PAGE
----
Or we can adopt the alternate solution, and try to resolve, in detail, each and every problem that arises, pile answer on answer, rule on rule, regulation on regulation. Try to balance the interest of every party, manipulate each solution to produce an optimal outcome. In the end building a massive mountain of laws, with an army of regulators, enforcing a mass of contradictory rules, with each individual fighting to make sure his interests are not stomped upon. In short, we can hug everyone to death.


*  The mid to late 1800s saw a period of falling monetary wages, but with an even greater rise in the purchasing power of gold, meaning, while nominal wages were falling, real wages were actually rising. It was basically the opposite of our ordinary inflationary model, the one we are so used to, where our money wages go up impressively, but inflation means that, in truth, our real wages stay largely the same or even drop.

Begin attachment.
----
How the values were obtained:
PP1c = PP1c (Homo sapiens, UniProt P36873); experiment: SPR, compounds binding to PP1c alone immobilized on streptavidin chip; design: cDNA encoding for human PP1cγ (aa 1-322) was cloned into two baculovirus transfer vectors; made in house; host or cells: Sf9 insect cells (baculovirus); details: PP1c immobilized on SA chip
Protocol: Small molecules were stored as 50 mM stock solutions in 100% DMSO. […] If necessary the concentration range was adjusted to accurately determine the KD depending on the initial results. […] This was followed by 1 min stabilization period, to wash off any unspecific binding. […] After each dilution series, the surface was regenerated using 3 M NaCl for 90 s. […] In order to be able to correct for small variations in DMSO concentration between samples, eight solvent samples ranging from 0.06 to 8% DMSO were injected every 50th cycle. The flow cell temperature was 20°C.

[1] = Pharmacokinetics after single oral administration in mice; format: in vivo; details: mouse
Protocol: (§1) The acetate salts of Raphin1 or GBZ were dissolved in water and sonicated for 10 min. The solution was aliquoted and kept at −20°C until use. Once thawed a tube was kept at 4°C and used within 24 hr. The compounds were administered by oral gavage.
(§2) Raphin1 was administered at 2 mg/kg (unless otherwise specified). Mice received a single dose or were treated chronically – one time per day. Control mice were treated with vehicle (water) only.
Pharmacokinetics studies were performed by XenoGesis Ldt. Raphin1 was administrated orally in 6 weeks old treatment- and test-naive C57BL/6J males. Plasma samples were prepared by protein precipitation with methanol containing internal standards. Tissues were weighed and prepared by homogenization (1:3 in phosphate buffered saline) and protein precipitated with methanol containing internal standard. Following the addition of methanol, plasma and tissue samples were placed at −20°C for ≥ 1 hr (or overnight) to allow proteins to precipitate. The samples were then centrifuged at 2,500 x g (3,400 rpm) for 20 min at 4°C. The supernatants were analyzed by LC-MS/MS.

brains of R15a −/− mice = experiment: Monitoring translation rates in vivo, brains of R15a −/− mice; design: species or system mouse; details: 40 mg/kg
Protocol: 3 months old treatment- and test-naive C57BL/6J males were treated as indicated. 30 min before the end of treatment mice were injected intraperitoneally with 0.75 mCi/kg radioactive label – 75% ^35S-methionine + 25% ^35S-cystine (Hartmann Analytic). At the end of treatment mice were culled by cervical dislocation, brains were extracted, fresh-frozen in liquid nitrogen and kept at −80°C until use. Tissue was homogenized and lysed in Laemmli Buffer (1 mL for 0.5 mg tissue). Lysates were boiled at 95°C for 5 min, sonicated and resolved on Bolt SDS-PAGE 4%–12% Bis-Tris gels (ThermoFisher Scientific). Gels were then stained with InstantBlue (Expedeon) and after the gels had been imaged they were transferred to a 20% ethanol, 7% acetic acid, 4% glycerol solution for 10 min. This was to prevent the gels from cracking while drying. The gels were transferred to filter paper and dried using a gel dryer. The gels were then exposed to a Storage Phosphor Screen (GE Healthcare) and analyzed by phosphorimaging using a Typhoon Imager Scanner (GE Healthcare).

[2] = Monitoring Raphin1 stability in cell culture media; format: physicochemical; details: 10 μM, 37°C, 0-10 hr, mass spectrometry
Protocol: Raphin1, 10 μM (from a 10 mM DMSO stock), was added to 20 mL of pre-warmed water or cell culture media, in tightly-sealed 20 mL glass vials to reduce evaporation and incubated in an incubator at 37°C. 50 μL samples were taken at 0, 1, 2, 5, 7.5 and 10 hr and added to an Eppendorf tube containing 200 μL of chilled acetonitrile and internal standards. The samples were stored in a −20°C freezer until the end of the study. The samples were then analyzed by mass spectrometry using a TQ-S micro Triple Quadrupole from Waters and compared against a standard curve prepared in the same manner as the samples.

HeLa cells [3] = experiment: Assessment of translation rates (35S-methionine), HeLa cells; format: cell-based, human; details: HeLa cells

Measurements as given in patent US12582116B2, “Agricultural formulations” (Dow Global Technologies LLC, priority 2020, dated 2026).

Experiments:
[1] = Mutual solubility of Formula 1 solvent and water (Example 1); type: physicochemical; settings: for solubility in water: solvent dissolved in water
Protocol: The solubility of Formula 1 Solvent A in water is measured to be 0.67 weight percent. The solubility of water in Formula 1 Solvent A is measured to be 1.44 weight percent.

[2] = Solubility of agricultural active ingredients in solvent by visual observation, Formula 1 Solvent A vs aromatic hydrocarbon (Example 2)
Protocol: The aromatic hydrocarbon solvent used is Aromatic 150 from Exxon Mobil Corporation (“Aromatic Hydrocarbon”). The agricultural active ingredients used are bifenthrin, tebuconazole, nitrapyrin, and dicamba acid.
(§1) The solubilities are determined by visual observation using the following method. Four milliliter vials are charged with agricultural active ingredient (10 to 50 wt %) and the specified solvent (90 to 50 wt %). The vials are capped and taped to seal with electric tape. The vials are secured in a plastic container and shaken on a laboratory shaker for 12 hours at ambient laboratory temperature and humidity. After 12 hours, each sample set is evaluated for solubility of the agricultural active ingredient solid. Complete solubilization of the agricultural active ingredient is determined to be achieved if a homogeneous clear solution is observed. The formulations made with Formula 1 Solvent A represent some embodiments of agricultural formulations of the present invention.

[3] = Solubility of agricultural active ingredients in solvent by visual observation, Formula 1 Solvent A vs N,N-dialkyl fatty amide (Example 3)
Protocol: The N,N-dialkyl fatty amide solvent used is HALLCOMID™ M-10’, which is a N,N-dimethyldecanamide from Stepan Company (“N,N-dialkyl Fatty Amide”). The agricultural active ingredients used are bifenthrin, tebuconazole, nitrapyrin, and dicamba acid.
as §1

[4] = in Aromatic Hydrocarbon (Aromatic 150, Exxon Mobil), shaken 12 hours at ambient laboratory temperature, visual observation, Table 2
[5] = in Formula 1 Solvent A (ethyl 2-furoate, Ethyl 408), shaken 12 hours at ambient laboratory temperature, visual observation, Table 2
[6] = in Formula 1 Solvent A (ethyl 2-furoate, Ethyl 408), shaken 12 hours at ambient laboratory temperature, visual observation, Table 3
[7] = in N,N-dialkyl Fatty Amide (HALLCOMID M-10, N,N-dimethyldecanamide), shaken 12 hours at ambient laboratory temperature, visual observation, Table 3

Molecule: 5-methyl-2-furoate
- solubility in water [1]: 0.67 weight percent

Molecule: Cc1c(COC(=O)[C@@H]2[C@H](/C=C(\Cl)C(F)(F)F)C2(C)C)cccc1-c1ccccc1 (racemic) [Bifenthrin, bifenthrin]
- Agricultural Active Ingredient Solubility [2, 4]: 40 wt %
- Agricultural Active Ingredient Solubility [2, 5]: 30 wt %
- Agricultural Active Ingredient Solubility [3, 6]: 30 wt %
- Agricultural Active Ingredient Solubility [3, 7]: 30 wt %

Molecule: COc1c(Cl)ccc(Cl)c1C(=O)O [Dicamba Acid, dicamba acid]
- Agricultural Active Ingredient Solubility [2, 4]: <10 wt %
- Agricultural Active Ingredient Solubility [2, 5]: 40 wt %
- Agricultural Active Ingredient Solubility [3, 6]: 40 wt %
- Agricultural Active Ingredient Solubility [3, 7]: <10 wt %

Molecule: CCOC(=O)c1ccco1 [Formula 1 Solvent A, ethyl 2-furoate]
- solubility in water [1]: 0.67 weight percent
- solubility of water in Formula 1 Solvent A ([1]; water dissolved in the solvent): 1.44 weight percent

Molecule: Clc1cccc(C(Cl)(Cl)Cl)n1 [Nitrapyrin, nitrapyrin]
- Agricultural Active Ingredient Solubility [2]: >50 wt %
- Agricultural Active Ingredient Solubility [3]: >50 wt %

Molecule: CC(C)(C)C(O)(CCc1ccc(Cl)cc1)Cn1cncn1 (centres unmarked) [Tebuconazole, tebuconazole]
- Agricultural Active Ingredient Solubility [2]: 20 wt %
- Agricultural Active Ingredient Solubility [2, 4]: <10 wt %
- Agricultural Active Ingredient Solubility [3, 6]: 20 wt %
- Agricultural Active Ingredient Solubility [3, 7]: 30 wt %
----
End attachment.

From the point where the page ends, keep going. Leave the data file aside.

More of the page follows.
I don't mean to suggest the Democrats are alone in their foolishness. Many Republicans would adopt their own version of hugging others to death. And others, to prove they are tough and strong would adopt policies which are just as destructive and harmful. And some would sacrifice necessary rights in the name of morality. Or try to deal with pet issues by making exception which open the door to all of these ills. Both parties, unfortunately, seem to have their problems. Then again, I am hardly a fan of Libertarians either, both because imposing freedom from above is a nutty policy (See "Why I Am Not A Libertarian") and because many have adopted a lunatic mix of isolationism, liberalism, anarchism and libertarianism that is clearly unworkable, yet oddly supported by increasing numbers. (See "The State of Nature and Man's Rights", "Learning From Crows" and "Societal Evolution".)